This paper is available on arxiv under CC BY 4.0 DEED license.
Authors:
(1) Zhipeng Wang, Department of Computing, Imperial College London;
(2) Nanqing Dong Department of Computer Science, University of Oxford;
(3) Jiahao Sun, Data Science Institute, Imperial College London;
(4) William Knottenbelt, Department of Computing, Imperial College London.
TABLE OF LINKS
Theoretical and Empirical Analysis
Methodology
zkFL
As shown in Fig. 1, our zkFL system works as follows:

Setup: N clients and 1 aggregator generate their private/public key pairs and set up communication channels. Each client knows the public keys of the other n − 1 clients, and this setup can be achieved by using a public key infrastructure (PKI).

Local Training, Encrypting, and Signing: During each round, the n clients train their models locally to compute the local model updates w1, w2, . . . , wn. Each client encrypts their update Enc(wi) = g wi · h si using Pedersen commitment, where g and h are public parameters and si is a random number generated by the client. The client signs the encrypted updates with their private key to generate a signature sigi

The client then sends the tuple of local model update, the randomly generated number, encrypted local model update, and signature (wi , si , Enc(wi), sigi) to the aggregator.

Global Aggregation and ZKP Generation: The aggregator aggregates the received local model updates w1, w2, . . . , wn to generate the aggregated global model update w = Pni= 1 wi. The aggregator also computes the aggregated value of the encrypted global model update Enc(w) = Qn i=1 Enc(wi) and signs it with its private key to generate the signature sig. The aggregator then leverages zkSNARK to issue a proof π for the following statement and witness:
where the corresponding circuit C(statement, witness) outputs 0 if and only if:
Global Model Transmission and Proof Broadcast: The aggregator transfers the aggregated global model update w, its encryption Enc(w) and the proof π to the n clients.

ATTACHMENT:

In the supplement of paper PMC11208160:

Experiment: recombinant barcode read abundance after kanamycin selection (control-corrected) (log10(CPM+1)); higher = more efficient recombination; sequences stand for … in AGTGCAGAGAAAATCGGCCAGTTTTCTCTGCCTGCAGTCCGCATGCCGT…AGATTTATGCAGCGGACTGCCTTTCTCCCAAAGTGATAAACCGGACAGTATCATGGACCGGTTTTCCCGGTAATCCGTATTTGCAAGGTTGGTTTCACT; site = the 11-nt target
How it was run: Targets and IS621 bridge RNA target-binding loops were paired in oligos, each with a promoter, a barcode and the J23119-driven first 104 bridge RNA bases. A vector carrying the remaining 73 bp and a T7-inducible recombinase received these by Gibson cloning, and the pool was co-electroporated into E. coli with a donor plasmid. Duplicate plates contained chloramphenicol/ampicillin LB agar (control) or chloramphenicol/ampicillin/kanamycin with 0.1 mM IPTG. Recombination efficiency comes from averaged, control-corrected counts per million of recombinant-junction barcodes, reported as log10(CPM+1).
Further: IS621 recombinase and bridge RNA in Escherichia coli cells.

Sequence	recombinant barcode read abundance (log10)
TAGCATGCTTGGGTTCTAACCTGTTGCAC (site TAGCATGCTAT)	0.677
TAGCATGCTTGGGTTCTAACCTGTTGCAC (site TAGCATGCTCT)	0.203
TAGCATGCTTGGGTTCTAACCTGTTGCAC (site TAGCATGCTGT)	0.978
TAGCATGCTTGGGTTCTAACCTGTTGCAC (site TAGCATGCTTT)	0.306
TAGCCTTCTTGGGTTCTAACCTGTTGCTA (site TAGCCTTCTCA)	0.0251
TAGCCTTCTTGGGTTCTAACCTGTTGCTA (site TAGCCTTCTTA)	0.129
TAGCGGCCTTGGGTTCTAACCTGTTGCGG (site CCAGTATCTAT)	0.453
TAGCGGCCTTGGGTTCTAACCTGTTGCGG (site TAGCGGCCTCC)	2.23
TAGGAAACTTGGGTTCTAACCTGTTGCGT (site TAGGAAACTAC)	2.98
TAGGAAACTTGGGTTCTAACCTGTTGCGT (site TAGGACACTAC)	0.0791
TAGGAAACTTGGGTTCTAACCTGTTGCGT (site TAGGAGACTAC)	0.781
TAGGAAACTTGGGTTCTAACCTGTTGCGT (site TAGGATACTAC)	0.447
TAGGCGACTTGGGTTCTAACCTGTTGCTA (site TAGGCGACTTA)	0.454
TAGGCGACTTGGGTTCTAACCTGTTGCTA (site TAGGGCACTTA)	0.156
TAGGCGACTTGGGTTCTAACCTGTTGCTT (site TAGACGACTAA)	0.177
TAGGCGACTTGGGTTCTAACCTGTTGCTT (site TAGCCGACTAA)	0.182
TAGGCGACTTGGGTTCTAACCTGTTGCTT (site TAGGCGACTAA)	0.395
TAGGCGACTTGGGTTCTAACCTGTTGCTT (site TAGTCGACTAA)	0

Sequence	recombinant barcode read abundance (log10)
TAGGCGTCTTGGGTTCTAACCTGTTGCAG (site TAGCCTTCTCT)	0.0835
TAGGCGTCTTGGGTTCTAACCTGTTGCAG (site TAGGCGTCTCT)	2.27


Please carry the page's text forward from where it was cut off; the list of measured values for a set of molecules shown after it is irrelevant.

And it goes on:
Verification: Upon receiving the proof π and the encrypted global model update Enc(w) from the aggregator, the clients verify if π is valid. When the verification is passed, the clients start their local training based on the aggregated global model update w.
Blockchainbased zkFL
To decrease the computation burden on clients, we incorporate blockchain technology into our zkFL system. In this approach, the verification of proofs generated by the aggregator is entrusted to blockchain miners. Illustrated in Figure 2, the blockchainbased zkFL operates as follows:

Setup: N clients and 1 aggregator generate their private/public key pairs, which correspond to their onchain addresses.

Selection: For each round, n clients are selected from the N clients via Verifiable Random Functions [24,3]. The n selected clients’ public keys are broadcasted to the underlying P2P network of the blockchain, which will be received and verified by the miners.

Local Training, Encrypting, and Signing: The n selected clients train their models locally to compute the local model updates w1, w2, . . . , wn. Each client encrypts their update Enc(wi) = g wi ·hsi using Pedersen commitment, where g and h are public parameters and si is a random number generated by the client. The client signs the encrypted updates with their private key to generate a signature sigi. The client then sends the tuple of local model update, the randomly generated number, encrypted local model update, and signature (wi , si , Enc(wi), sigi) to the aggregator.

Global Aggregation and ZKP Generation: The aggregator aggregates the received local model updates w1, w2, . . . , wn to generate the aggregated global model update w = Pn i=1 wi. The aggregator also computes the aggregated value of the encrypted global model update Enc(w) = Qn i=1 Enc(wi) and signs it with its private key to generate the signature sig. The aggregator then leverages zkSNARK to issue a proof π for the following statement and witness:
where the corresponding circuit C(statement, witness) outputs 0 if and only if:
 Global Model Transmission and Proof Broadcast: The aggregator transfers the aggregated global model update w and its encryption Enc(w) to the n clients, and broadcasts the proof π, and the encrypted global model update Enc(w) to the miners over the P2P network.
 OnChain Verification: Upon receiving the proof π and the encrypted global model update Enc(w) from the aggregator, the miners verify π and append Enc(w) to the blockchain if π is valid.
 OnChain Reading: When the next round starts, the newly selected n clients read the blockchain to check if Enc(w) is appended onchain. When the check is valid, the clients start their local training based on the aggregated global model update w.